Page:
New Clinical Trial: A Phase 2 Study to Evaluate the Efficacy & Safety of Copanlisib in Patients with Relapsed/Refractory MCL, who Failed Ibrutinib Treatment or Were Unable to Tolerate Ibrutinib

The Weill Cornell Lymphoma Program has recently opened a new clinical trial for men and women with refractory MCL, who have failed ibrutinib treatment or were unable to tolerate ibrutinib. The study sponsor is the Bayer Corporation, and the principal investigator at Weill Cornell is Peter Martin M.D.. For more information about the study, please call Amelyn Rodgriguez, RN at (212) 746-1362 or e-mail Amelyn at amr2017@med.cornell.edu.

Key Eligibility

  • Men and women age 18 and older with histologically confirmed MCL.
  • Ibrutinib as the last anti-cancer treatment.
  • Availability of fresh tumor tissue.
  • Detailed eligibility reviewed when you contact the study team.

Study Summary 

This clinical trial is for men and women with mantle cell lymphoma (MCL) who were previously treated for this disease and who failed ibrutinib treatment or were unable to tolerate ibrutinib treatment.

While treatment of MCL with ibrutinib has yielded promising efficacy, clinicians and researchers are reporting the development of ibrutinib resistance. Clinically, ibrutinib resistance leaves MCL patients without an established recourse for further treatment. Offering a treatment targeting a different pathway provides an opportunity to fulfill an unmet medical need in this patient population. In addition, some patients are unable to tolerate ibrutinib treatment, leaving them without an established therapeutic option after first-line treatment failure.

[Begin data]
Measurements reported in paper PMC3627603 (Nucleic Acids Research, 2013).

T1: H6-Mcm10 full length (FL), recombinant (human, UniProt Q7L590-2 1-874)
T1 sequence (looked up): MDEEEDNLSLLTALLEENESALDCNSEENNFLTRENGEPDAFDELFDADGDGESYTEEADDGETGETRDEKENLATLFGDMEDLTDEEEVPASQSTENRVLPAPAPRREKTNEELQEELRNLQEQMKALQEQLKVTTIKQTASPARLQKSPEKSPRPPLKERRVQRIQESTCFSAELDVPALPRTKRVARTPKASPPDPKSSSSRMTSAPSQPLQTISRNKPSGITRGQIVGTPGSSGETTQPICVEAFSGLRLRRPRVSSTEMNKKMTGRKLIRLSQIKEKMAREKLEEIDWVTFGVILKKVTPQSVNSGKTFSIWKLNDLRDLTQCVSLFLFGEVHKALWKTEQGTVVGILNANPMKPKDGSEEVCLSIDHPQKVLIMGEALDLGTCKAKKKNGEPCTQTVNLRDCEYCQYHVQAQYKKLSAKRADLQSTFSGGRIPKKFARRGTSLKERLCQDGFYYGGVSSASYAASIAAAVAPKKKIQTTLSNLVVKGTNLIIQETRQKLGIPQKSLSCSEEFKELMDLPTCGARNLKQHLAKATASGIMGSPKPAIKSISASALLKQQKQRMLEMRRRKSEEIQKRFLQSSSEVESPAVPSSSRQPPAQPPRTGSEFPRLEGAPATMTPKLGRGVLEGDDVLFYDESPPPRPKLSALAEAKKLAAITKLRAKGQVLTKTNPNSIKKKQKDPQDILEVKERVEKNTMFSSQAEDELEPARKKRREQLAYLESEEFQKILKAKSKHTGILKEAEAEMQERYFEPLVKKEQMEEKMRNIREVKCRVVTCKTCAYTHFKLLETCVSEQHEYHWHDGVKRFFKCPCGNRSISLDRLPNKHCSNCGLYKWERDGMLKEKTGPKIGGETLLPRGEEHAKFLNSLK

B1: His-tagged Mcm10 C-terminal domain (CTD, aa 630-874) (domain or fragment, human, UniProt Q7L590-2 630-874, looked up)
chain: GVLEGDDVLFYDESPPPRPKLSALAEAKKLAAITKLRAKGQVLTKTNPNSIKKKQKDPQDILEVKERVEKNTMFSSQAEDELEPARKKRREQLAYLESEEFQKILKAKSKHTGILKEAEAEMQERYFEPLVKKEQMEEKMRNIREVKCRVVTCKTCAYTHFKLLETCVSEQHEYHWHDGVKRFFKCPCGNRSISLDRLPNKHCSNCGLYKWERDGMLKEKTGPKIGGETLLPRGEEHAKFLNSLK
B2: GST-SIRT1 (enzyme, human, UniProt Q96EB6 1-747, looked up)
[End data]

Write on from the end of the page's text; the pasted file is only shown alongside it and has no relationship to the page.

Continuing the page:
This is a single-arm, open-label phase 2a study to evaluate the efficacy and safety of copanlisib monotherapy in patients with MCL, who failed ibrutinib treatment or were unable to tolerate ibrutinib. Patients will receive copanlisib IV infusion at a starting dose of 60 mg as single agent on Days 1, 8 and 15 of each 28-day treatment cycle. Patients will continue on treatment as long as they are responding to therapy and not experiencing unacceptable side effects. All patients, except for patients who object to follow-up data collection, will be followed for overall survival at least every 3 months during the survival follow-up period until death or until the end of study, whichever occurs first.

 

Author: lymphomaprogram

Located on the Upper East Side of New York City, the Lymphoma Program at Weill Cornell Medical College/NewYork Presbyterian Hospital is internationally recognized for our efforts to enable patients with non-Hodgkin lymphoma, Hodgkin disease and related disorders to have the best possible clinical outcome, including cure when possible.

Post a Comment

Fill in your details below or click an icon to log in:

WordPress.com Logo

You are commenting using your WordPress.com account. Log Out / Change )

Twitter picture

You are commenting using your Twitter account. Log Out / Change )

Facebook photo

You are commenting using your Facebook account. Log Out / Change )

Google+ photo

You are commenting using your Google+ account. Log Out / Change )

Connecting to %s